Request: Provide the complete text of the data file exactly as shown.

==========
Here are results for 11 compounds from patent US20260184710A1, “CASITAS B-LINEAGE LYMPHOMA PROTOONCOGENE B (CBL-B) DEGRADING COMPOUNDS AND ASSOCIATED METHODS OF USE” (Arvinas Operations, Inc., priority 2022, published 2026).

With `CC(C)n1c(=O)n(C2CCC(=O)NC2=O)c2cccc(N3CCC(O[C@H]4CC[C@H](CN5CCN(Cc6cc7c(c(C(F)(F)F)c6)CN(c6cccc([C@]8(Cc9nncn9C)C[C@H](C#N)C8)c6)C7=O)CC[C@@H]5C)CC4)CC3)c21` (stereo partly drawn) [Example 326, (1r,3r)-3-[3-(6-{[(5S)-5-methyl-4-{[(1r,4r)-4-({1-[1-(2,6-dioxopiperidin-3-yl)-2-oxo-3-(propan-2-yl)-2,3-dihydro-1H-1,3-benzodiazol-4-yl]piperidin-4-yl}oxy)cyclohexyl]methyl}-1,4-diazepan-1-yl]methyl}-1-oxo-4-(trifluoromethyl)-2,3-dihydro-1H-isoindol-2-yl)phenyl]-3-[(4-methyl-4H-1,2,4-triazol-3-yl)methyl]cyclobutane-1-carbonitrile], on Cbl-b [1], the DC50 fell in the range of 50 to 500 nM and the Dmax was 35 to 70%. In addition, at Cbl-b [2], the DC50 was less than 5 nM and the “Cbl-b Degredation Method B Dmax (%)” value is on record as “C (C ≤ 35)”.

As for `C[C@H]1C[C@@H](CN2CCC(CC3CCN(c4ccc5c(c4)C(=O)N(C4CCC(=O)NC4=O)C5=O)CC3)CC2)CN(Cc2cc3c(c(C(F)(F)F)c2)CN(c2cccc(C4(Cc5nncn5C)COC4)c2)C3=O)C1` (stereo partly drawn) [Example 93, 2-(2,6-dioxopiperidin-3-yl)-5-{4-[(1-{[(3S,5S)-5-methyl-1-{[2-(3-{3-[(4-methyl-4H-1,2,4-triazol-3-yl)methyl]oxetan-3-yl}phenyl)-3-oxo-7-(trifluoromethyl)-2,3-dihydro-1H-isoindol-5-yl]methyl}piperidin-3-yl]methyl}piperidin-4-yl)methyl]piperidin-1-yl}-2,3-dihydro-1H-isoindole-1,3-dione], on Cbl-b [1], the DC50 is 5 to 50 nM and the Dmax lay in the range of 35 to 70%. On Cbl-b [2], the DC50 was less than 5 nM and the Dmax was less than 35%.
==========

Here are results for 11 compounds from patent US20260184710A1, “CASITAS B-LINEAGE LYMPHOMA PROTOONCOGENE B (CBL-B) DEGRADING COMPOUNDS AND ASSOCIATED METHODS OF USE” (Arvinas Operations, Inc., priority 2022, published 2026).

With `CC(C)n1c(=O)n(C2CCC(=O)NC2=O)c2cccc(N3CCC(O[C@H]4CC[C@H](CN5CCN(Cc6cc7c(c(C(F)(F)F)c6)CN(c6cccc([C@]8(Cc9nncn9C)C[C@H](C#N)C8)c6)C7=O)CC[C@@H]5C)CC4)CC3)c21` (stereo partly drawn) [Example 326, (1r,3r)-3-[3-(6-{[(5S)-5-methyl-4-{[(1r,4r)-4-({1-[1-(2,6-dioxopiperidin-3-yl)-2-oxo-3-(propan-2-yl)-2,3-dihydro-1H-1,3-benzodiazol-4-yl]piperidin-4-yl}oxy)cyclohexyl]methyl}-1,4-diazepan-1-yl]methyl}-1-oxo-4-(trifluoromethyl)-2,3-dihydro-1H-isoindol-2-yl)phenyl]-3-[(4-methyl-4H-1,2,4-triazol-3-yl)methyl]cyclobutane-1-carbonitrile], on Cbl-b [1], the DC50 fell in the range of 50 to 500 nM and the Dmax was 35 to 70%. In addition, at Cbl-b [2], the DC50 was less than 5 nM and the “Cbl-b Degredation Method B Dmax (%)” value is on record as “C (C ≤ 35)”.

As for `C[C@H]1C[C@@H](CN2CCC(CC3CCN(c4ccc5c(c4)C(=O)N(C4CCC(=O)NC4=O)C5=O)CC3)CC2)CN(Cc2cc3c(c(C(F)(F)F)c2)CN(c2cccc(C4(Cc5nncn5C)COC4)c2)C3=O)C1` (stereo partly drawn) [Example 93, 2-(2,6-dioxopiperidin-3-yl)-5-{4-[(1-{[(3S,5S)-5-methyl-1-{[2-(3-{3-[(4-methyl-4H-1,2,4-triazol-3-yl)methyl]oxetan-3-yl}phenyl)-3-oxo-7-(trifluoromethyl)-2,3-dihydro-1H-isoindol-5-yl]methyl}piperidin-3-yl]methyl}piperidin-4-yl)methyl]piperidin-1-yl}-2,3-dihydro-1H-isoindole-1,3-dione], on Cbl-b [1], the DC50 is 5 to 50 nM and the Dmax lay in the range of 35 to 70%. On Cbl-b [2], the DC50 was less than 5 nM and the Dmax was less than 35%.